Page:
Over the years some have debated as to whether compound or complex training is better for athletes. Resistance training itself without question is effective in increasing both strength and power. The NSCA just published an article in The Journal of Strength and Conditioning Research that compares two different ways to enhance strength and power. I will do my best to sum up the findings of the six week study comparing compound training and complex training.
Let me first define the two, compound training is training strength on one day and training power on a separate day. With complex training you train both strength and power on the same day. Both strength and power are essential for athletes.
Here is a brief definition of power and strength. Power exercises (plyometrics, med ball tosses, olympic lifts, etc.) are fast, explosive movements contributing to neural adaptation. Strength movements (squat, deadlift, bench press, etc) are typically above 80% of a one-rep-max (1RM).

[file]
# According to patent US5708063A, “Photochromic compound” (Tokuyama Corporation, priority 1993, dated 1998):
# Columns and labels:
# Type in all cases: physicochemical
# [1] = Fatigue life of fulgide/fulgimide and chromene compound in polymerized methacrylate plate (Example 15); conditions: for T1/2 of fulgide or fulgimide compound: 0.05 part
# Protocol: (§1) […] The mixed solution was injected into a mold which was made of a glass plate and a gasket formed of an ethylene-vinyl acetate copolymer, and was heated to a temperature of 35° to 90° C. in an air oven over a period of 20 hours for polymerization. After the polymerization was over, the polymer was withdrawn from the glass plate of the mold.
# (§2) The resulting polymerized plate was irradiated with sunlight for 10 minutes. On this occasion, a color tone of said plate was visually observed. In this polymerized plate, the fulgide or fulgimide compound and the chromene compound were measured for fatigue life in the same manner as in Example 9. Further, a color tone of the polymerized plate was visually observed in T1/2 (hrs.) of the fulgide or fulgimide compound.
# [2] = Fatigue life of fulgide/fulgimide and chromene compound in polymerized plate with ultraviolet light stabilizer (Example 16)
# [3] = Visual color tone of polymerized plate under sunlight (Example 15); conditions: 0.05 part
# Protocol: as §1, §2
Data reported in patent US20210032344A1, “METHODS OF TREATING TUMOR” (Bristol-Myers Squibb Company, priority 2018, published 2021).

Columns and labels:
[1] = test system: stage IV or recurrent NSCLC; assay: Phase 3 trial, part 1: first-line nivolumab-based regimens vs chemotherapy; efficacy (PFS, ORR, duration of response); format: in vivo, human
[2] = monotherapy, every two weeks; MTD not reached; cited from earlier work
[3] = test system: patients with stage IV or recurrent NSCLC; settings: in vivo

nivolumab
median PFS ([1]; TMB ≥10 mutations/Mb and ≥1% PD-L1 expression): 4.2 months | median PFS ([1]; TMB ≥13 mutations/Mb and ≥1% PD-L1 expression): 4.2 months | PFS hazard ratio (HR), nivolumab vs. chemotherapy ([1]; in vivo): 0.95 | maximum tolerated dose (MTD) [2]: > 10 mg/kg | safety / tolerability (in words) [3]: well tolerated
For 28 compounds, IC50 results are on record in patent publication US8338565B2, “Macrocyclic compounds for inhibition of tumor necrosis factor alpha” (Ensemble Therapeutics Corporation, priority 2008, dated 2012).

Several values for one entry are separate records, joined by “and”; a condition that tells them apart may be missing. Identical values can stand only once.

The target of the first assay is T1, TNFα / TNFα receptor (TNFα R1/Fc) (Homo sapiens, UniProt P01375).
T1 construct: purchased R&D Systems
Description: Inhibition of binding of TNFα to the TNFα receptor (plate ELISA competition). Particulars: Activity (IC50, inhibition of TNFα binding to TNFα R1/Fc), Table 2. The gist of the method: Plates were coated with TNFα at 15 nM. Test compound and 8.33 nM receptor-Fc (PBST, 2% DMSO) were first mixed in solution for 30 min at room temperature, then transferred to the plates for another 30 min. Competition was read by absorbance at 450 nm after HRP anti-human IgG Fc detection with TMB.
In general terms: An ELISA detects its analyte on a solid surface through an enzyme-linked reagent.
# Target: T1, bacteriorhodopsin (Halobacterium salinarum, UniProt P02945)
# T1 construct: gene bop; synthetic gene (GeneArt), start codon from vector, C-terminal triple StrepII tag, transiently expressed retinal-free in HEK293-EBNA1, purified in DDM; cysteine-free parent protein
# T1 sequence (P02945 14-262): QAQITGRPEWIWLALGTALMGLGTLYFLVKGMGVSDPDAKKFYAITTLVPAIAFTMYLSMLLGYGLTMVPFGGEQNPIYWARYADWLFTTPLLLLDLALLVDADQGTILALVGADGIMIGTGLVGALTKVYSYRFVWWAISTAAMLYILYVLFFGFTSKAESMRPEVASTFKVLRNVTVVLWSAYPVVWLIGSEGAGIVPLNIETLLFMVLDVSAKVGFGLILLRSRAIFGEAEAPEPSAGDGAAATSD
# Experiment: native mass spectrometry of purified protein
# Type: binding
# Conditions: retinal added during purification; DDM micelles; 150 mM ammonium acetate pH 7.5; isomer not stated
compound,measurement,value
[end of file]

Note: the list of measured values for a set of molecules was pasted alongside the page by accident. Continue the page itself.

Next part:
The study was carried out over a six week period using 18 young men. After a great deal of testing the conclusion was that compound training was better in increasing power and complex training promoted more strength gains. As a strength and conditioning coach, I would use this information and look at the particular athlete I am training to see what sport they are competing in and where they may need improvement.